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Using objective criteria to evaluate cosmetic effects of platelet rich plasma

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Abstract

Gilbert Amgar, Christian Bonnet, Alain Butnaru and Fabienne Herault-Bardin discuss the results of a study which aimed to evaluate the efficacy of platelet rich plasma as a facial skin treatment Autologous platelet rich plasma (PRP) plays an important role in soft tissue healing. The purpose of this study was to evaluate the efficacy of this facial skin treatment through objective parameters. Biometric parameters, including anisotropy, transepidermal water loss (TEWL), micro-relief, and hydration were used to determine the relative success of the treatment. The study, which included 37 female patients, demonstrated an average of 24% improvement in the anisotropy coefficient after the third week. The TEWL and micro.relief parameters also improved significantly (P < 0.05 in all parameters tested). In addition to these results, this study suggests that certain measured values may be used to predict the success of the aesthetic use of PRP.

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... The study design, age range of participants, number of injection sessions, duration of follow-up, technique of PRP application, and assessment methods were extracted from each study and compared. In the selected articles, a study by Amgar et al. 15 evaluated the effect of PRP without any activation prior to injection and a study by Shin et al. 13 used PRP gel. The other eight studies used CaCl 2 for PRP activation. ...
... Both genders were included; however, females were the dominant group. Only one study conducted by Amger et al. 15 mentioned that improvement in the skin rejuvenation was age dependent and suggested the frequency as well as the intervals of PRP injection in each age group. It can be postulated that the age dependent results of PRP therapy might be associated with tissue repair mechanisms which are anticipated to work better in younger age groups. ...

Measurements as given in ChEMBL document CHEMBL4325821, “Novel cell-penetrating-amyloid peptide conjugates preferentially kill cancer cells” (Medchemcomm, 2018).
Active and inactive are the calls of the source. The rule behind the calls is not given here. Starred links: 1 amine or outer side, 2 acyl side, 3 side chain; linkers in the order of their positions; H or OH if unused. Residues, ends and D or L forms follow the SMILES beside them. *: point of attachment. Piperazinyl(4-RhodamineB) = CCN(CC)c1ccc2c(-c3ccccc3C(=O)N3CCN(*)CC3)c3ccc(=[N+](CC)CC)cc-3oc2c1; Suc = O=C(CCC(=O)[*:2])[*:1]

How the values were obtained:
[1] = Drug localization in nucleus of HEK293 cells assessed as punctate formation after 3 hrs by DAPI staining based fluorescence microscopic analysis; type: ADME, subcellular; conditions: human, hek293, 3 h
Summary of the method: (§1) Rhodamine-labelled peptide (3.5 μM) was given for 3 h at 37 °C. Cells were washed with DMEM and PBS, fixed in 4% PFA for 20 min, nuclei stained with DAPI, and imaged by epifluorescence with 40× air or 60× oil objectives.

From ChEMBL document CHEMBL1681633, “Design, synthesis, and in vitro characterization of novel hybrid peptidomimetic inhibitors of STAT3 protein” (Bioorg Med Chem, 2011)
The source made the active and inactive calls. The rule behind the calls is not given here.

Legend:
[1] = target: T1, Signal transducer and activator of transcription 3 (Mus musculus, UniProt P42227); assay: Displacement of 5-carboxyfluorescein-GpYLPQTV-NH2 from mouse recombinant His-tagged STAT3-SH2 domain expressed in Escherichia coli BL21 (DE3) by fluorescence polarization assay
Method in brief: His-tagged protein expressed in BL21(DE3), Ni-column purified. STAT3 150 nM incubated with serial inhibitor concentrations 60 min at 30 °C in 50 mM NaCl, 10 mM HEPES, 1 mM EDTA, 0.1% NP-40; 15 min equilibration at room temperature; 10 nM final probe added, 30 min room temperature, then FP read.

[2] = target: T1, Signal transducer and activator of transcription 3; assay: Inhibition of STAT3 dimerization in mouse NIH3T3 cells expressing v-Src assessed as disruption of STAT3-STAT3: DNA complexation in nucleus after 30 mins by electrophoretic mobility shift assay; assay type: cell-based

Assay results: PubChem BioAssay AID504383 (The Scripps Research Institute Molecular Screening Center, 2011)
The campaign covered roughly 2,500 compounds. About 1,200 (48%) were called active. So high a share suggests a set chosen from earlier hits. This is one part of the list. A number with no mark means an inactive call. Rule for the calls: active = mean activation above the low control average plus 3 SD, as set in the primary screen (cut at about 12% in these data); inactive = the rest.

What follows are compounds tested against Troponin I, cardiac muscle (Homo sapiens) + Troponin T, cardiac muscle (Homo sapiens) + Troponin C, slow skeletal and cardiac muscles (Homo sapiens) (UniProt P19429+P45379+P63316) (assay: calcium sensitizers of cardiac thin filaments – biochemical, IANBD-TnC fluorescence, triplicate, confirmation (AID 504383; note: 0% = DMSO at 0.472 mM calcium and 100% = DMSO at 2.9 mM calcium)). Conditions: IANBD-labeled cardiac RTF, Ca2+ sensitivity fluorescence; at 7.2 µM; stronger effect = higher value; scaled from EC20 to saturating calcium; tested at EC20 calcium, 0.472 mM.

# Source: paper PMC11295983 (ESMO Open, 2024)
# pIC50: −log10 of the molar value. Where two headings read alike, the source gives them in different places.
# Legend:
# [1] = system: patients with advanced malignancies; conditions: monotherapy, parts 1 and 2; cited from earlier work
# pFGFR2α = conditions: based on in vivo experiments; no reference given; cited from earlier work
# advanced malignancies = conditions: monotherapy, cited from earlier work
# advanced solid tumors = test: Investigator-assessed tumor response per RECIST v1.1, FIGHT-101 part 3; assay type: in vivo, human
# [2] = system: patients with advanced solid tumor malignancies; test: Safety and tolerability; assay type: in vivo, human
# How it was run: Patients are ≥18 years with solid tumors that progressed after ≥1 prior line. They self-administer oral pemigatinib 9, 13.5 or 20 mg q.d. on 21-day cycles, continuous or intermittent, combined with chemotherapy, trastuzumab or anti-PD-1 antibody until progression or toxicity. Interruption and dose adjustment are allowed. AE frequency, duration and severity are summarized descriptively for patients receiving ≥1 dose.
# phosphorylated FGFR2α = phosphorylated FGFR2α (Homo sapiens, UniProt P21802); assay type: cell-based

... Some animal studies have shown a decrease in the expression of growth factor receptors due to aging. More specifically, a significant decrease has been observed in the expression of TGF-beta 15 Volume of blood not mentioned. Single centrifugation, no activation of PRP ...
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Background: With the increase in life expectancy, middle aged and elderly people comprise a substantial percentage of the population worldwide. Since aging often manifests itself in the human skin, skin rejuvenation methods have gained a lot of popularity. Current medical modalities such as botulinum toxin injection, fillers, and laser therapy can provide symptomatic relief of skin aging signs without the ability to induce changes at a cellular level. In recent years, Platelet Rich Plasma (PRP) therapy has been emerging as a revolutionary treatment with the ability to induce cell growth in the skin, which results in retarding and reversing the aging process. Therefore, this study was conducted to determine the efficacy of PRP therapy in skin rejuvenation. Methods: A comprehensive search was conducted using PubMed, Google Scholar, and Cochrane library. Articles published only in English from 2000 to 2015 were included. The keywords used were platelet rich plasma, PRP, skin rejuvenation, skin aging, skin, platelet rich plasma therapy. Results: A total of ten articles were retrieved and included for analysis. Eight studies showed improvement of the skin wrinkles. The other two studies reported improvements in the nasolabial fold. Clinical assessments were based on patient satisfaction or feedback questionnaire, pre- and post-treatment photography, and skin biopsy. The results showed a significant improvement in the skin appearance, elasticity, texture, and homogeneity. Conclusion: In conclusion, PRP therapy is an effective and safe treatment for skin rejuvenation with no significant difference in varying techniques of PRP preparation and injection.